Another cause for concern is the fact that long-term unemployment remains elevated. Last month, 43 percent of all unemployed workers had been out of work for at least 27 weeks. A year ago, the comparable figure was 42.2 percent.

In November, proportionally more adult male workers were unemployed than female ones (8.3 percent vs. 7.8 percent). Similarly, unemployment rates were higher among Black (15.5 percent) and Hispanic workers (11.4 percent) than among White ones (7.6 percent). The unemployment rate among teenagers was 23.7 percent. Between October and November, the unemployment rates among adult men and White workers fell, but the rates for most every other major demographic group held steady.

Additionally, 7.4 percent of all veterans were unemployed in November. The unemployment rate among recent veterans (served after September 2001) was 11.1 percent.

“Jobs remained scarce in November,” added Quinterno. “This led many individuals simply to abandon their job searches. Compared to a year ago, America has a labor force that is smaller despite overall population growth, while the number of working-age individuals who are effectively jobless remains at a disturbingly elevated level.”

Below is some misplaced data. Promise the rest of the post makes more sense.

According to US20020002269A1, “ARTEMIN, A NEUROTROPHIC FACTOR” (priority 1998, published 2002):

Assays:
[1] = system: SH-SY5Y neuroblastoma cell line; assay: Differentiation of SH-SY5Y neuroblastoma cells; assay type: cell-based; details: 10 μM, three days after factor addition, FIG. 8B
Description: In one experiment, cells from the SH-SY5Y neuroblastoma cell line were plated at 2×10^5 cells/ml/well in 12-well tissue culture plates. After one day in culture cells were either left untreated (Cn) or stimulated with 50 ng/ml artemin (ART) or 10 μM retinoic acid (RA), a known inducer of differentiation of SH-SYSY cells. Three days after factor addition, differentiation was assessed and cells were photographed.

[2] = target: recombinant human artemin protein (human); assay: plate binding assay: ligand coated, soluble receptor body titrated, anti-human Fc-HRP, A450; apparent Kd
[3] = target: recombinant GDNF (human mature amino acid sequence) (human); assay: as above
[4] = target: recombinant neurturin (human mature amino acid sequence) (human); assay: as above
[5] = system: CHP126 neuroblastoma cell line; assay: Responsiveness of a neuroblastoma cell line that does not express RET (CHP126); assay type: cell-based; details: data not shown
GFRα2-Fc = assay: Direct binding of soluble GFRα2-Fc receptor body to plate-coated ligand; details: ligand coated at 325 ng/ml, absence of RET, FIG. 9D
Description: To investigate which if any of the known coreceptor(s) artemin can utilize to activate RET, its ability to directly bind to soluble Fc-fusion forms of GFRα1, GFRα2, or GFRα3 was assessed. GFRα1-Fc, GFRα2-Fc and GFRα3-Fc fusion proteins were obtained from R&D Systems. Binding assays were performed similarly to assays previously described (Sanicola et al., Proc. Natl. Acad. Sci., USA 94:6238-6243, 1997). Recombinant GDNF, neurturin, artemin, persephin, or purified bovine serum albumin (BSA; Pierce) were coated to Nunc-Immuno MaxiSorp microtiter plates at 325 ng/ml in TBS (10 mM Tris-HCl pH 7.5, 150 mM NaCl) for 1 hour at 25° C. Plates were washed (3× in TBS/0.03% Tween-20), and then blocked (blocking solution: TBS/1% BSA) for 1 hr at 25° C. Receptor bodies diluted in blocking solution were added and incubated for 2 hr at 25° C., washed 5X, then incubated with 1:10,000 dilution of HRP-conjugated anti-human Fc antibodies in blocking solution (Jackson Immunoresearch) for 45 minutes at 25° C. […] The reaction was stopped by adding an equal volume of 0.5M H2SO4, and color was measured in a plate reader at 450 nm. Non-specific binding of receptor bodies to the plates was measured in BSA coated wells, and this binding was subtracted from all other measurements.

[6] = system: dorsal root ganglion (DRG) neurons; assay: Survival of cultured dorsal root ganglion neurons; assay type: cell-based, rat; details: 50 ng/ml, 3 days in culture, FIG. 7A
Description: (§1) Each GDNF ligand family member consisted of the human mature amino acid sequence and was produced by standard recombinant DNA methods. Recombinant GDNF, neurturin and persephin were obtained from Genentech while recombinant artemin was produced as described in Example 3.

A more extensive measure of labor underutilization is the underemployment rate, which equaled 15.6 percent in November. Further evidence of the difficulty in finding a job is that, among unemployed workers, the average time out of work in November equaled 40.9 weeks, compared to 33.9 weeks a year ago.

“The American economy has not managed to create many jobs over the past year, and as a result, labor market conditions clearly have not fundamentally improved. While the scope and contours of the problems are plainly evident in the data, policymakers are proving reluctant to pursue solutions that would help millions of Americans. Joblessness clearly is the greatest problem facing the American economy.”